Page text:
The Kench is a British seaside chalet designed to "encourage outdoor living"

The entire glazed front of this beach house in Hampshire, England, concertinas open to join a waterfront terrace (+ slideshow).

The Kench by Meloy Architects

The Kench, which is one of six projects shortlisted to receive this year's RIBA Manser Medal for best British house, is named after the outcrop of land it sits on to the west of Hayling Island.

It provides a summerhouse for the family of architect John Young, who designed the building in collaboration with Sussex firm Meloy Architects.

The Kench by Meloy Architects

"The beach house sits within a small community of holiday chalets and although designed principally for summertime use, is capable of year-round occupation," said Charles Meloy.

The Kench by Meloy Architects

Sandwiched between an overhanging roof and a decked base, the T-shaped plan accommodates a sea-facing open-plan living and kitchen area, and has two bedrooms and a separate bathroom and toilet to the rear.

The Kench by Meloy Architects

The glass facade of the single-storey residence folds to connect the living space with the Oregon pine decking that wraps around the house. A white roof and rendered walls help to blend the new building with its more aged neighbours.

The Kench by Meloy Architects

"An open plan living area and integral kitchen are orientated towards the harbour views and a full-height glass wall can be folded away to encourage outdoor living," said Meloy.

The outdoor decking aligns with the Douglas Fir floorboards of the living space to give a sense of continuity between interior and exterior, maximising the 70-square-metre floor plan permitted by the local residents' association.

The Kench by Meloy Architects

On the north side of the property a timber ramp leads up to the main entrance.

The bedrooms, which occupy identical footprints at the back of the trapezium-shaped plot, each contain a full-height glazed door.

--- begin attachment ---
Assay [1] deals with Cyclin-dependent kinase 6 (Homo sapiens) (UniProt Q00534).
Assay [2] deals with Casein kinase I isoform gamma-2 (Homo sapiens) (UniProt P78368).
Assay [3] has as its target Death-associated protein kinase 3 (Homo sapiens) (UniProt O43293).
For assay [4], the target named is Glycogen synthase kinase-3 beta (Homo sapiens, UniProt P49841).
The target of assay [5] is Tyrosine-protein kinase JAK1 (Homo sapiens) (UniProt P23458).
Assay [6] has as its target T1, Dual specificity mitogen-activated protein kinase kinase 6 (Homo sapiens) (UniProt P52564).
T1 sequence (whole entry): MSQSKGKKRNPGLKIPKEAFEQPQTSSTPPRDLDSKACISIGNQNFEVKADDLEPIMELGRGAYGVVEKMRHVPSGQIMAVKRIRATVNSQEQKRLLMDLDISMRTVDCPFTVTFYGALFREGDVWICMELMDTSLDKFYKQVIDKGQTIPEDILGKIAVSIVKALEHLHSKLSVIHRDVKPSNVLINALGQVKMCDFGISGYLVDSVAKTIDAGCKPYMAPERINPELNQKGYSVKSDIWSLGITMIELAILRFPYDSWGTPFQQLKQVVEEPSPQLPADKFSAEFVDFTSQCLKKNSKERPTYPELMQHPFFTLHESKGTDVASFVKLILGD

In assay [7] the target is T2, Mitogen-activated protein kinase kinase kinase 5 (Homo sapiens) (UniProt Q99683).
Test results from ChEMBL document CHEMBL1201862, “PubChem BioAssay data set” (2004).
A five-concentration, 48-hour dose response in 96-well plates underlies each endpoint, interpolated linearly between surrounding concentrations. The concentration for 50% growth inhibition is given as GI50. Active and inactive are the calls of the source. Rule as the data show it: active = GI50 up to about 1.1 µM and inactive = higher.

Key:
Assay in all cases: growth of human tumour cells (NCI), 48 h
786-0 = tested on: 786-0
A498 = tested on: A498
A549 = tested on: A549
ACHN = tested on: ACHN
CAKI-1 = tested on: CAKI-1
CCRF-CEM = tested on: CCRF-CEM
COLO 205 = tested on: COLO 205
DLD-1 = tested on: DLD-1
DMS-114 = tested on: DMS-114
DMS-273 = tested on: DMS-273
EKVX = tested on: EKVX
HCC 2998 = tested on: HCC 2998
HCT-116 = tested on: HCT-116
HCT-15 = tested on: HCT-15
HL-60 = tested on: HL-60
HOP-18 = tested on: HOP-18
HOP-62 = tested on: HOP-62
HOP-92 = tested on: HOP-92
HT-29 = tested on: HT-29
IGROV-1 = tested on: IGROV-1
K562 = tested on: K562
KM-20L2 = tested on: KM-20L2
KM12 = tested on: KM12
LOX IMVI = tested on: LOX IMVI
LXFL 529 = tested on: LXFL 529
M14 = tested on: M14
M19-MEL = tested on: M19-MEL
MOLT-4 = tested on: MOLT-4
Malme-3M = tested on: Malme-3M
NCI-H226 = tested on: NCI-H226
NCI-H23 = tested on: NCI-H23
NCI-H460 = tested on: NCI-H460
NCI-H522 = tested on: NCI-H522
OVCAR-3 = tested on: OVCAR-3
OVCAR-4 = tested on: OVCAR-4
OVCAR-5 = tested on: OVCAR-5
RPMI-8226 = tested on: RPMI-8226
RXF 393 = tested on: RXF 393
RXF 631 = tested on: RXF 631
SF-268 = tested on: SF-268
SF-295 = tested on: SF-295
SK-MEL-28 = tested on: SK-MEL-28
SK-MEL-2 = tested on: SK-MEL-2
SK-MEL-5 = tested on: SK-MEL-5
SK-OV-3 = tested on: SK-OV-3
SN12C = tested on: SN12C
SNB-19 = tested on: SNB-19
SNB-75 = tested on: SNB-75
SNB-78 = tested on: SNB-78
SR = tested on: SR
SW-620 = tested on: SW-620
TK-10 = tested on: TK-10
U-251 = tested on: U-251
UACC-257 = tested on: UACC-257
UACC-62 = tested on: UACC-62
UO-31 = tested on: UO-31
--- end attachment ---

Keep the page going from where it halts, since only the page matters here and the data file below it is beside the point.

The Kench by Meloy Architects

The doors face seaward, providing views over the water and access to the external deck. A section of floor-to-ceiling mirroring in each reflects the light and conceals built-in storage.

Responding to the need to protect the building from seasonal flooding, the architects raised the building on a concrete slab.

The Kench by Meloy Architects

"The flood-risk designation for the site dictated a higher elevation than neighbouring chalets so that the structure 'floats' above ground level," said Meloy.

A set of steps below the concrete platform leads down to the foreshore.

The Kench by Meloy Architects

Projects also shortlisted for the Manser Medal include Jamie Fobert’s brick-faced Luker House and Stormy Castle house by Loyn & Co, a concrete and glass structure topped by a former schoolhouse and stone outbuilding. The winner of the 2014 Manser Medal will be announced on 16 October.

Photography is by Jim Stephenson.

The Kench by Meloy Architects
Site plan – click for larger image
The Kench by Meloy Architects
Floor plan – click for larger image
The Kench by Meloy Architects
East and north elevations – click for larger image
The Kench by Meloy Architects
West and south elevations – click for larger image